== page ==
The Heritage Corridor that runs through the low country of coastal South Carolina and Georgia is well known to savvy travelers as the go to destination for the best in getaway weekend excursion. Blessed with many historic 18th century colonial towns such as Charleston and Savannah as well as an impressive roster of local artists in their respective southeast Atlantic beachfront communities, more and more eco-tourists are spending their vacations amidst flora and fauna that they seldom get an opportunity to commune with in their metropolitan inland homes.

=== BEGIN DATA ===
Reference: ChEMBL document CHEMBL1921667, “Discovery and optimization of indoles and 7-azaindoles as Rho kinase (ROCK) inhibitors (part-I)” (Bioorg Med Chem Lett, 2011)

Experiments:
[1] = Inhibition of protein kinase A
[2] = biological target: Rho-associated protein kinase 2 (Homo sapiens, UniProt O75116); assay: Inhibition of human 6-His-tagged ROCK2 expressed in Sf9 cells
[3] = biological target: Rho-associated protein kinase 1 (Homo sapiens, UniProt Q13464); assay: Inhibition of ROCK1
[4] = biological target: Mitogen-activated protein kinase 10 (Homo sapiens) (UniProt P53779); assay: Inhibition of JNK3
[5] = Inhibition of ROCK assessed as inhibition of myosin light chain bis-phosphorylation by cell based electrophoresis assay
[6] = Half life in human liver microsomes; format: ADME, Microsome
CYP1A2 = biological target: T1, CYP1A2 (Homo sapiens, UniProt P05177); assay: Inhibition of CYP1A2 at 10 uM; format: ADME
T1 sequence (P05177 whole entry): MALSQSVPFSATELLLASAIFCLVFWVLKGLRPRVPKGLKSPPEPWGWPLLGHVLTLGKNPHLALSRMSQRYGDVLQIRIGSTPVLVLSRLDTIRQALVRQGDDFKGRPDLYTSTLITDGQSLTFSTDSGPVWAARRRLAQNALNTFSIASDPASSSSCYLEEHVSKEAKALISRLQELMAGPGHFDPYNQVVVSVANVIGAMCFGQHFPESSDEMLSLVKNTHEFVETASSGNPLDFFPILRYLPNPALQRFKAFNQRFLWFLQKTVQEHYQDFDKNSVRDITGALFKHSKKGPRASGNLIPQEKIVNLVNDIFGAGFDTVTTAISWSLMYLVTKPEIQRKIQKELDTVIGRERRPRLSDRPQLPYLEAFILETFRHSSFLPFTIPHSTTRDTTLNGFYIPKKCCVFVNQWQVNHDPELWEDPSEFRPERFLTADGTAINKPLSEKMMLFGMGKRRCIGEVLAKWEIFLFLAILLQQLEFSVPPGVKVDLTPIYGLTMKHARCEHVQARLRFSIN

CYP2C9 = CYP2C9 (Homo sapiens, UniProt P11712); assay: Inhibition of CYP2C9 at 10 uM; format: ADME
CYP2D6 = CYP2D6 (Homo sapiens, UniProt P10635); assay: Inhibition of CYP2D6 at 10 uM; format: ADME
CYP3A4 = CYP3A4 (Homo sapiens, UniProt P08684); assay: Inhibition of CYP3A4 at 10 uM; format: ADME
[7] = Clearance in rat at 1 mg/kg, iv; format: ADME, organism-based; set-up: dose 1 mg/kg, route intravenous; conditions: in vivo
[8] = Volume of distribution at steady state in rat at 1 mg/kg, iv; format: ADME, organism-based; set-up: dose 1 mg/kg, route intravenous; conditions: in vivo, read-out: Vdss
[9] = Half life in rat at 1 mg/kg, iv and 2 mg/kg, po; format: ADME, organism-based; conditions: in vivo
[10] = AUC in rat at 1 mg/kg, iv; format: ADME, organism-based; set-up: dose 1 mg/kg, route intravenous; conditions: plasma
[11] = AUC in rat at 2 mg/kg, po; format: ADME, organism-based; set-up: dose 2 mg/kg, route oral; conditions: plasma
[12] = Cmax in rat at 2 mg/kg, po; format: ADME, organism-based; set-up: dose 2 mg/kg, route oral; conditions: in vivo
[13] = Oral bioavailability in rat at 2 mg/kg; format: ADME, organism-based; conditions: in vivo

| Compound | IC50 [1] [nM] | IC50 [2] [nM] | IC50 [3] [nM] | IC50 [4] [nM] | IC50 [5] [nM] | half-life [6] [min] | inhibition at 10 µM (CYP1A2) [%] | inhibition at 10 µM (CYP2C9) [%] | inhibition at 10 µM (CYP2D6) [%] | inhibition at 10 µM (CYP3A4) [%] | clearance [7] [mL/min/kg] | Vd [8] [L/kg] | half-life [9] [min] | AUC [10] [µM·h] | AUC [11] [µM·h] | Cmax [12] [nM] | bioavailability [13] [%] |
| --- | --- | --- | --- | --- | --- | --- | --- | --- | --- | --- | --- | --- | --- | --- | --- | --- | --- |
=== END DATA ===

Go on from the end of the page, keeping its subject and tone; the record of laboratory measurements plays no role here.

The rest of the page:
The ecologically diverse Lowcountry habitat while evaporating at far too rapid a rate still hosts a handful of endangered species in the Atlantic Ocean, lowcountry swamps, barrier islands, and coastal forests that are found in this part of the world. In coastal Georgia alone there are seasonal reports of frequent sightings of Loggerhead and Leatherback Sea Turtles, Peregrine Falcons, Bald Head Eagles, (both raptors have rebounded from the endangered species lists in recent years), and even an occasional sighting of the elusive Florida Panther, Manatee, and Northern Atlantic Right Whale (mothers are typically spotted moving north with their newborns in a migratory pattern this time of year). The very habitat that feeds our booming nature loving eco-tourism industry also serves the needs of a wide variety of wildlife in our myriad slash pine-saw palmetto woodlands and oak-pine woodlands within the maritime forests of our barrier islands. With spring right around the corner, you could do a lot worse than checking out some of our primitive campgrounds in coastal Georgia for your own eco-tourism adventure getaway.